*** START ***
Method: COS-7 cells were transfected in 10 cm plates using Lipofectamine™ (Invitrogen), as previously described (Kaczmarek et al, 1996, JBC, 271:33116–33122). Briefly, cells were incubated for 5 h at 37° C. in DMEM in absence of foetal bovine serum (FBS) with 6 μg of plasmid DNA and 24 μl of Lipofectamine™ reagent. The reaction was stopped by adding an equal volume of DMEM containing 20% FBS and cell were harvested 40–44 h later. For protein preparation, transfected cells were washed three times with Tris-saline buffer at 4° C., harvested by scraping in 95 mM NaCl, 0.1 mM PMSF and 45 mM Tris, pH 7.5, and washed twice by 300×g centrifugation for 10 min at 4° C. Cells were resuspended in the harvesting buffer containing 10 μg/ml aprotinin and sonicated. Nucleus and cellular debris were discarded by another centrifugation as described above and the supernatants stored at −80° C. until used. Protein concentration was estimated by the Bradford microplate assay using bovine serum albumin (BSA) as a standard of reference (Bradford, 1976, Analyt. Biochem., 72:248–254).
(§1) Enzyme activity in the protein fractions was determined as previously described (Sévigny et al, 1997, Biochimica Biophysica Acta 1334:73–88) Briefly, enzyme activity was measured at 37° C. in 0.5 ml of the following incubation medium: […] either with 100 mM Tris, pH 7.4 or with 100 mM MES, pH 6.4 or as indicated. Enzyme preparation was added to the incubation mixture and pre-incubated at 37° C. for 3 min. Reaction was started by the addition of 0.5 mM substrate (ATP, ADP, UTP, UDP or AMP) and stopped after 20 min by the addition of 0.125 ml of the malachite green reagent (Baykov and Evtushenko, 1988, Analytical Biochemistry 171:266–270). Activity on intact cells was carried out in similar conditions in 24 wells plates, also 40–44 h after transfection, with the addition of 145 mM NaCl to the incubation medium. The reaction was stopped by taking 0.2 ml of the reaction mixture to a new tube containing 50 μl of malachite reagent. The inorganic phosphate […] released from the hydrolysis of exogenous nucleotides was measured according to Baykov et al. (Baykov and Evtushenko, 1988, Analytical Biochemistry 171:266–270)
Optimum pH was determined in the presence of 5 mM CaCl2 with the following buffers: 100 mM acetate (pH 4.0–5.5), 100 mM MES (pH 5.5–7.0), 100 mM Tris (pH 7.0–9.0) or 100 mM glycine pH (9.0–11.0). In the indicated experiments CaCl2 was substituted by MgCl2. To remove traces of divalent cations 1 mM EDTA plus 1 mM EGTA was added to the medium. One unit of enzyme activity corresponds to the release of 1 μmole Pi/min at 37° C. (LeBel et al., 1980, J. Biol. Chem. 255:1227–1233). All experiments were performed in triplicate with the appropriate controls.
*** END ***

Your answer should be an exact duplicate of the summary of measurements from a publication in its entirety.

Method: COS-7 cells were transfected in 10 cm plates using Lipofectamine™ (Invitrogen), as previously described (Kaczmarek et al, 1996, JBC, 271:33116–33122). Briefly, cells were incubated for 5 h at 37° C. in DMEM in absence of foetal bovine serum (FBS) with 6 μg of plasmid DNA and 24 μl of Lipofectamine™ reagent. The reaction was stopped by adding an equal volume of DMEM containing 20% FBS and cell were harvested 40–44 h later. For protein preparation, transfected cells were washed three times with Tris-saline buffer at 4° C., harvested by scraping in 95 mM NaCl, 0.1 mM PMSF and 45 mM Tris, pH 7.5, and washed twice by 300×g centrifugation for 10 min at 4° C. Cells were resuspended in the harvesting buffer containing 10 μg/ml aprotinin and sonicated. Nucleus and cellular debris were discarded by another centrifugation as described above and the supernatants stored at −80° C. until used. Protein concentration was estimated by the Bradford microplate assay using bovine serum albumin (BSA) as a standard of reference (Bradford, 1976, Analyt. Biochem., 72:248–254).
(§1) Enzyme activity in the protein fractions was determined as previously described (Sévigny et al, 1997, Biochimica Biophysica Acta 1334:73–88) Briefly, enzyme activity was measured at 37° C. in 0.5 ml of the following incubation medium: […] either with 100 mM Tris, pH 7.4 or with 100 mM MES, pH 6.4 or as indicated. Enzyme preparation was added to the incubation mixture and pre-incubated at 37° C. for 3 min. Reaction was started by the addition of 0.5 mM substrate (ATP, ADP, UTP, UDP or AMP) and stopped after 20 min by the addition of 0.125 ml of the malachite green reagent (Baykov and Evtushenko, 1988, Analytical Biochemistry 171:266–270). Activity on intact cells was carried out in similar conditions in 24 wells plates, also 40–44 h after transfection, with the addition of 145 mM NaCl to the incubation medium. The reaction was stopped by taking 0.2 ml of the reaction mixture to a new tube containing 50 μl of malachite reagent. The inorganic phosphate […] released from the hydrolysis of exogenous nucleotides was measured according to Baykov et al. (Baykov and Evtushenko, 1988, Analytical Biochemistry 171:266–270)
Optimum pH was determined in the presence of 5 mM CaCl2 with the following buffers: 100 mM acetate (pH 4.0–5.5), 100 mM MES (pH 5.5–7.0), 100 mM Tris (pH 7.0–9.0) or 100 mM glycine pH (9.0–11.0). In the indicated experiments CaCl2 was substituted by MgCl2. To remove traces of divalent cations 1 mM EDTA plus 1 mM EGTA was added to the medium. One unit of enzyme activity corresponds to the release of 1 μmole Pi/min at 37° C. (LeBel et al., 1980, J. Biol. Chem. 255:1227–1233). All experiments were performed in triplicate with the appropriate controls.